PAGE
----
Our challenge was not just to make the tuiles – we also had to shape them, and combine them with something light... So, my tuiles became kannoli! I LOVE kannoli, and you can’t really get them in the UK, so if we want them we are forced to make them. My Grandma has tried with softened brandy snaps before, and somewhere in a cupboard I have a set of the metal tubes, but I’ve never felt like getting to grips with the deep-frying. So tuiles seemed like an opportunity to make a crisp tube shell without all the faff and grease of deep-frying, and without the strong flavour of the brandy-snaps.

And it worked! I beat some ricotta with a little bit of sieved icing sugar and piped it in (I don’t like it too sweet or chocolatey – it should taste of cheese!). I served it with a really simple raspberry coulis to cut through the rich filling. And the verdict? YUM! I will definitely be doing this again.

Following is a recipe taken from a book called “The Chocolate Book”, written by female Dutch Master chef Angélique Schmeinck.

Yield: 20 small butterflies/6 large (butterflies are just an example).

Preparation time: batter 10 minutes, waiting time 30 minutes.

Baking time: 5-10 minutes per batch.

65 grams softened butter (not melted but soft)
60 grams sieved icing sugar
7 grams caster sugar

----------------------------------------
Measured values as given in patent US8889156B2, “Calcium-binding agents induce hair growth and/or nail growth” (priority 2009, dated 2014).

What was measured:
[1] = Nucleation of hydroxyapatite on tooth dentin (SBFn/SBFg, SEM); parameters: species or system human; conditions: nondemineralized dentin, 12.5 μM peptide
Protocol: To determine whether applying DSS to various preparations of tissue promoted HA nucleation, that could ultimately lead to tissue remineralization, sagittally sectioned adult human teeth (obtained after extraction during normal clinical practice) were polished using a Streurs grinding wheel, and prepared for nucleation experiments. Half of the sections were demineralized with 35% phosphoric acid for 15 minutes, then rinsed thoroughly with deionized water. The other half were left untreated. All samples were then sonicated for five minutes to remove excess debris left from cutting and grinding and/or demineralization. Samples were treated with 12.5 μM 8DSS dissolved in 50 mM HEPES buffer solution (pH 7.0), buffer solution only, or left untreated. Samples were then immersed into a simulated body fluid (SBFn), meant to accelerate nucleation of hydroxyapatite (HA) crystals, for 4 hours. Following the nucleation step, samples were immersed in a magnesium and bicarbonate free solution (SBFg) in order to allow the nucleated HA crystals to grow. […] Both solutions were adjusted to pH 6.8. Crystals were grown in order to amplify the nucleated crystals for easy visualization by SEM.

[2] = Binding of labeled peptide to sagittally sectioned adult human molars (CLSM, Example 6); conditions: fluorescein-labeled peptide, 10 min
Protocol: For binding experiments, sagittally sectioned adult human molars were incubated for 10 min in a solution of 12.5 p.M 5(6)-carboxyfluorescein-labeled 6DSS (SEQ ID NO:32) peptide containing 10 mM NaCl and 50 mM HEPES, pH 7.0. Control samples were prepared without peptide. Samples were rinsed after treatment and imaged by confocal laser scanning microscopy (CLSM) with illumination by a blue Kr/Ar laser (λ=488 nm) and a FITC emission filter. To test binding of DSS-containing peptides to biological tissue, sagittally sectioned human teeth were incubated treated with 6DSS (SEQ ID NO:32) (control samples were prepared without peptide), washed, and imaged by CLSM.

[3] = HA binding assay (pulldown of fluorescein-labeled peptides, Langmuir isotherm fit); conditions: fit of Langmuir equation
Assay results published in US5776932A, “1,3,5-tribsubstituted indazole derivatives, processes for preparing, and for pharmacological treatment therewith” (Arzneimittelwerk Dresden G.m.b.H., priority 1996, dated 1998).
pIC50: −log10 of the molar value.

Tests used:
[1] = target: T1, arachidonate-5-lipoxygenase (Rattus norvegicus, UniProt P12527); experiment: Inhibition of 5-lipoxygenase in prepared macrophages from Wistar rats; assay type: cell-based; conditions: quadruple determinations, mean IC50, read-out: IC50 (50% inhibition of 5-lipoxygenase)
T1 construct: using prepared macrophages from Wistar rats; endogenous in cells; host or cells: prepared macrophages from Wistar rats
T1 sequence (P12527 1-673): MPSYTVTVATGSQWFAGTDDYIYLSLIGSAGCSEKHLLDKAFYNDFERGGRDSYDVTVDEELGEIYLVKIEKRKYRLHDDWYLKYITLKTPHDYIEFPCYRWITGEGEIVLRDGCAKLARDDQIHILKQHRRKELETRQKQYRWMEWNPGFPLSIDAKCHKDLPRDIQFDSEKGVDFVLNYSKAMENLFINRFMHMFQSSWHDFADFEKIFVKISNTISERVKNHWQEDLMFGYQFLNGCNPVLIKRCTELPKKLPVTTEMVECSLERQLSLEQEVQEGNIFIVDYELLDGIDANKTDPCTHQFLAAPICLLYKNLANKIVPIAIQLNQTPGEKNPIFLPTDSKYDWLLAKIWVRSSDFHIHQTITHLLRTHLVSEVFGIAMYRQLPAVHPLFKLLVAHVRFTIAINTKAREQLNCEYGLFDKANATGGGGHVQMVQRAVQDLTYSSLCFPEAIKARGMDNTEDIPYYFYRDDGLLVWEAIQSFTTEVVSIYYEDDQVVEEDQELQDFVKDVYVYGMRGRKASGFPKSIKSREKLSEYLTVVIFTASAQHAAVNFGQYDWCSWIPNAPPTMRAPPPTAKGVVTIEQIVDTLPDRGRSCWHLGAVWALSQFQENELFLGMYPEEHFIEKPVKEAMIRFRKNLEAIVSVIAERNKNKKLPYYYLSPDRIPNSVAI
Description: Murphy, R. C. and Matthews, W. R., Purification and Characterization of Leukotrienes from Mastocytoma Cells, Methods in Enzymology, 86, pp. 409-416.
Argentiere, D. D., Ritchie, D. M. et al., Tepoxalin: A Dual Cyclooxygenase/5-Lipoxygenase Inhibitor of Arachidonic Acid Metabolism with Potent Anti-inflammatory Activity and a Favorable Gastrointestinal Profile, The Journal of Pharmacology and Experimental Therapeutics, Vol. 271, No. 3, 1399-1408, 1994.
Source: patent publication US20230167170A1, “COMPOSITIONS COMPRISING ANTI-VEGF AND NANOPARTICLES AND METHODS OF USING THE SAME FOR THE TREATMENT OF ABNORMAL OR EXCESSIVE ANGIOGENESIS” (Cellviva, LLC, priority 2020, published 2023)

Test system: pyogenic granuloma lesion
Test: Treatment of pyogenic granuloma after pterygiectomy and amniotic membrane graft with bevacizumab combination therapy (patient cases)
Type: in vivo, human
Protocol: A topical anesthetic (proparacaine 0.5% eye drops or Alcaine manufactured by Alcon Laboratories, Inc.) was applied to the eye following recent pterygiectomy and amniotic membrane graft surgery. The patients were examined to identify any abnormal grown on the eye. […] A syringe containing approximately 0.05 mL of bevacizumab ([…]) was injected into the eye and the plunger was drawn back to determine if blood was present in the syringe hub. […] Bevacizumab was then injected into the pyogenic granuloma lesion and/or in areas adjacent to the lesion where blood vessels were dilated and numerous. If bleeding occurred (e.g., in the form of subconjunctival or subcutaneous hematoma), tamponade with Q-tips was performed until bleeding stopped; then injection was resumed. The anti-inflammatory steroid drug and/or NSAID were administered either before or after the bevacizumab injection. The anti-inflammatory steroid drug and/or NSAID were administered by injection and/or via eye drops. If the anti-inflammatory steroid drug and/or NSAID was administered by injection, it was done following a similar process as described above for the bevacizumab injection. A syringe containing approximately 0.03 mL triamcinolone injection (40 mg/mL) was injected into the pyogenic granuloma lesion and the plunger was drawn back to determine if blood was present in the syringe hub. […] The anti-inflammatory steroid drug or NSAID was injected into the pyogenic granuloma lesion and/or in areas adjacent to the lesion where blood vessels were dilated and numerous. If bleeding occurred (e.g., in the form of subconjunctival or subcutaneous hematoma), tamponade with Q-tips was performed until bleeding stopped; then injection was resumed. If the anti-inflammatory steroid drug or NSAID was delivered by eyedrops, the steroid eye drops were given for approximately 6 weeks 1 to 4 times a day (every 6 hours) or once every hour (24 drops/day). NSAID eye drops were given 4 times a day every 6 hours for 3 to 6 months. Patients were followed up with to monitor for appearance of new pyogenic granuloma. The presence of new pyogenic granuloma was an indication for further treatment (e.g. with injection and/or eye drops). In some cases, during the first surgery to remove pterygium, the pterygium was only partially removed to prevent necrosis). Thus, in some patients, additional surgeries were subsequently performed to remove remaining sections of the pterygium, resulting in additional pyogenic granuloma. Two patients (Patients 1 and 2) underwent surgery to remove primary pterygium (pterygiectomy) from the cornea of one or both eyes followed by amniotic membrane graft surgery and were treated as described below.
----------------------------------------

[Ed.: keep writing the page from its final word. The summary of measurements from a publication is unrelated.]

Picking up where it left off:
Dash of vanilla extract
2 large egg whites (slightly whisked with a fork)
65 grams sieved plain flour
1 tablespoon cocoa powder
Butter/spray to grease baking sheet

Oven: 180C (I put mine at 160C)

Using a hand whisk or a stand mixer fitted with the paddle (low speed) and cream butter, sugar and vanilla to a paste. Keep stirring while you gradually add the egg whites. Continue to add the flour in small batches and stir to achieve a homogeneous and smooth batter/paste. Be careful to not overmix.

Cover the bowl with plastic wrap and chill in the fridge for at least 30 minutes to firm up. (This batter will keep in the fridge for up to a week, take it out 30 minutes before you plan to use it).

Line a baking sheet with parchment paper or grease with either butter/spray and chill in the fridge for at least 15 minutes. This will help spread the batter more easily if using a stencil/cardboard template such as the butterfly. Press the stencil on the bakingsheet and use an off sided spatula to spread batter. Leave some room in between your shapes. Mix a small part of the batter with the cocoa and a few drops of warm water until evenly colored. Use this colored batter in a paper piping bag and proceed to pipe decorations on the wings and body of the butterfly.

Bake butterflies in a preheated oven (180C/350F) for about 5-10 minutes or until the edges turn golden brown. Immediately release from bakingsheet and proceed to shape/bend the cookies in the desired shape. These cookies have to be shaped when still warm, you might want to bake a small amount at a time or maybe put them in the oven to warm them up again. (Haven’t tried that). Or: place a bakingsheet toward the front of the warm oven, leaving the door half open. The warmth will keep the cookies malleable.

If you don’t want to do stencil shapes, you might want to transfer the batter into a piping bag fitted with a small plain tip. Pipe the desired shapes and bake. Shape immediately after baking using for instance a rolling pin, a broom handle, cups, cones….